The Last Poets

The Last Poets photo

Poets: Abiodun Oyewole, Umar Bin Hassan and Alafia Pudim
Percussionist: Nilaja
(Photo Doug Harris)

“The Last Poets are the seminal street poets,
whose respect has only grown as their genre’s time had come.”
—Don Williams Music Group, Inc.

Abiodun Oyewole (2008)

"On May 16, 1969 — Malcolm X’s birthday — they officially formed The Last Poets, adopting the name from the work of South African Little Willie Copaseely, who declared the era to be the last age of poets before the complete takeover of guns. After a performance on a local televison program, the group was signed by jazz producer Alan Douglas, who helmed their eye-opening eponymous debut LP in 1970. A collection condemning both white oppression ("White Man’s Got a God Complex") and black stasis ("Niggas Are Scared of Revolution"), The Last Poets reached the U.S. Top 10 album charts, but before the group could mount a tour, Oyewole was sentenced to 14 years in prison after being found guilty of robbery, and was replaced by percussionist Nilajah.

After the 1971 follow-up This Is Madness (which landed them on President Richard Nixon’s Counter-Intelligence Programming lists), Hassan joined a southern-based religious sect; Jalal recruited former jazz drummer Suliaman El Hadi for 1972’s Chastisement, which incorporated jazz-funk structures to create a sound the group dubbed "jazzoetry." Following the 1973 Jalal solo concept album Hustler’s Convention (recorded under the alias Lightnin’ Rod), the Last Poets issued 1974’s At Last, a foray into free-form jazz; after its release, Nilajah exited…"

Above excerpted from material written by Jason Ankeny, All-Music Guide 1999.

Read an Article: The Last Poets: Still On a Mission by DuEwa M. Frazier  



On A Mission: Selected Poems and a History of the Last PoetsOn A Mission: Selected Poems and a History of the Last Poets
Click to order via Amazon

Foreword by Amiri Baraka

Paperback: 188 pages
Publisher: Henry Holt; 1st edition (December 9, 1996)
Language: English
ISBN-10: 0805047786
ISBN-13: 978-0805047783
Product Dimensions: 0.8 x 5.8 x 8.5 inches

by Abiodun Oyewole & Umar Bin Hassan

The Last Poets are enjoying a resurgence of popularity in the 1990s. They participated in the 1994 Lollapalooza tour; performed in John Singleton’s "Poetic Justice", and recently released a new CD called Holy Terror. But who exactly are these renowned forefathers of rap music? And how have they inspired a new generation of performance poets to be more profound than profane? ON A MISSION: Selected Poems and A History of The Last Poets, an affecting combination of memoir and poetry, tells us for the first time.


My people are Black, beige, yellow
Brown and beautiful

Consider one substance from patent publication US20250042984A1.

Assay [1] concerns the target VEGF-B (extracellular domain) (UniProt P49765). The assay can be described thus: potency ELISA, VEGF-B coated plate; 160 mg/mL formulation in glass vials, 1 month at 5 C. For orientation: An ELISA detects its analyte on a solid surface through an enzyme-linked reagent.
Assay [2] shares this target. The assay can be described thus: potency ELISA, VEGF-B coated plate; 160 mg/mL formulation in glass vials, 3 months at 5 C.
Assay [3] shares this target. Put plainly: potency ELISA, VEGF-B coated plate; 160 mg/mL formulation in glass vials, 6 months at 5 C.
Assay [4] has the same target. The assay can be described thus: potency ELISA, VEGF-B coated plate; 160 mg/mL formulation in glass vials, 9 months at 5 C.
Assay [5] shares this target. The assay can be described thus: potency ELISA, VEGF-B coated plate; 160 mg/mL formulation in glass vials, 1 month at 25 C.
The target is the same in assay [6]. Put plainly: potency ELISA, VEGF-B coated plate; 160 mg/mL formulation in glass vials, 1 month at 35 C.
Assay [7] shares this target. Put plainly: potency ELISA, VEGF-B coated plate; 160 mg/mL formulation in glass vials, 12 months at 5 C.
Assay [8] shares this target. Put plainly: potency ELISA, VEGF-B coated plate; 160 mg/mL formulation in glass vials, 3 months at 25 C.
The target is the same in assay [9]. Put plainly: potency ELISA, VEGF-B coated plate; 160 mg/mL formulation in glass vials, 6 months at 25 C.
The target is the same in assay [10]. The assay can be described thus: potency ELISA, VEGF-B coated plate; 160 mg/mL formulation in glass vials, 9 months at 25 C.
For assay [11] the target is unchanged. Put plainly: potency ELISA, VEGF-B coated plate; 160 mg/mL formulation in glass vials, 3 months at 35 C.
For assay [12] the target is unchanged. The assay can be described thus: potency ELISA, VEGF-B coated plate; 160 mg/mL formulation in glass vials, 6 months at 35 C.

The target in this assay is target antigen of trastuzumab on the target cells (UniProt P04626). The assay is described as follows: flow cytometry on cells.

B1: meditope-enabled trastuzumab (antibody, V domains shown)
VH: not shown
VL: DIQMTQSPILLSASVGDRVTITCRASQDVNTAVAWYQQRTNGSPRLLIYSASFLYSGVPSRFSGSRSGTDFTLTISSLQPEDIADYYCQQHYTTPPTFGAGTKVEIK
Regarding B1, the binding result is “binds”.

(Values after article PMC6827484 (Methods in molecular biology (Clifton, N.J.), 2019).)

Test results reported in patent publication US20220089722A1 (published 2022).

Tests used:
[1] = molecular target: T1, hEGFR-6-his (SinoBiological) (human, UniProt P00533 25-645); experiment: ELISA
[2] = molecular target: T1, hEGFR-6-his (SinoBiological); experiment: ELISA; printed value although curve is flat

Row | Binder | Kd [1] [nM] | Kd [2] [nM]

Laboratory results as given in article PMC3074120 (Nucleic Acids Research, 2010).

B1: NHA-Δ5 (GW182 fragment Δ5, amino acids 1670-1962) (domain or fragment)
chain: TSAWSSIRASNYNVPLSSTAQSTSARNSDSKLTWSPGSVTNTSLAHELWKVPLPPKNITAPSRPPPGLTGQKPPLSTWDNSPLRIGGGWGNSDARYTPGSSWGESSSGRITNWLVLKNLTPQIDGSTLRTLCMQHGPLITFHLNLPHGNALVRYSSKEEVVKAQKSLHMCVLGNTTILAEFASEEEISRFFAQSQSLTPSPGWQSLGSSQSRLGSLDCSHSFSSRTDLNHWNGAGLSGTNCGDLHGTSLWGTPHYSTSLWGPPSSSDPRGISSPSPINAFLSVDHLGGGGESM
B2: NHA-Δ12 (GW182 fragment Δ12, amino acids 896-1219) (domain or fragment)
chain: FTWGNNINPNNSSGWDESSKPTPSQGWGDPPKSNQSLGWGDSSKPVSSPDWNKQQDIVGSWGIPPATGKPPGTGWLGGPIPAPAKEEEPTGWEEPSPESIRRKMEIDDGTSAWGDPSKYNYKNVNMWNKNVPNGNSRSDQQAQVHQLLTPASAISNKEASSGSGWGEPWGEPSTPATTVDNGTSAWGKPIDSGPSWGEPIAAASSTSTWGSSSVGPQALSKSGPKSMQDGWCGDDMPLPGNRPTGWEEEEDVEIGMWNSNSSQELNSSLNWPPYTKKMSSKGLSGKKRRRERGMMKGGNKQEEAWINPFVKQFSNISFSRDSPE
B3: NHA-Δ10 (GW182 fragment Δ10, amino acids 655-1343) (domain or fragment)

A garden of life
with a love as sweet as scuppernong wine
growing in muddy waters
making brown babies with
pink feet and quick minds
My people warm sometimes hot
always cool always together
My people let’s be together
understand that we’ve lived together
understand that we’ve died together
understand My brother that I’ve
smelled your piss in my hallway
and it smell just like mine
understand that I love your woman
my sister and her rare beauty
is reason enough for a revolution
yes sister my honest sister
I have had ugly moments with you
but you are the only beauty I’ve ever known
Yes sister my honest sister
you are the joy in my smile
you are the reality of my dreams
you are the only sister I have
and I need you
I need you to feed the children
of our race
I need you to feed the lovers of our race
I need you to be the summer of my winters
I need you because
you are the natural life in the living
at night there is a moon
to make the Blackness be felt
I am that Blackness
filling up the world
with My soul
and the world knows me
You are that moon
my moon Goddess shining down light
on my Black face
that fills the universe
My moon I am your sun
and I shall take this peace
of light and build a world
for you my sister
Sometimes the waters are rough
and the hungry tide swallows the shore
washing away all memories
of children’s footsteps
playing in the sand
where is the world I promised my son?
must he push back the tide
and build the world
that I have rapped about
Am I so godly until I forget
what a man is?
Am I so right until
there is no room for patience
My brother Oh in brother
father of a son
father of a warrior
My brother the sun
My brother the warrior
Be the beginning and the end
for my sister
Be the revolution for our world
turn yourself into yourself
and then onto this disordered world
and arrange the laughter for joy
the tears for sorrow
Turn purple pants, alligator shoes
leather jackets, brown boots
polka dot ties, silk suits,
Turn miniskirts, false eyelashes,
red wigs, afro wigs, Easter bonnets,
bellbottoms turn this confusion
into Unity Unity
so that the sun will follow
our foot steps in the day
so that the moon will glow
in our living rooms at night
so that food, clothing, and shelter
will be free
because we are born free
to have the world as our playground
My people.

"My People" was then, and still is, one of my favorite poems. I feel I have covered the strength, the tenderness, the glory, the truth as well as an ideology that we as a people should work toward."
Abiodun Oyewole

The Last Poets Discography

  1. Chastisment/Freedom Express
  2. The Time Has Come
  3. The Best of the Prime Time Rhyme of the Last Poets, Vol. 2
  4. The Legend: The Best of the Last Poets
  5. The Best of the Prime Time Rhyme of the Last Poets
  6. Holy Terror
  7. Scattarap/Home
  8. Retro Fit
  9. Right On!
  10. Freedom Express
  11. Oh My People
  12. The Revolution Will Not Be Televised
  13. Delights in the Garden
  14. Jazzoetry
  15. Chastisement
  16. This Is Madness
  17. The Last Poets 1st Album (1970)
  18. Get Movin’
  19. Mean Machin
  20. The Real Rap
  21. The Best of the Last Poets
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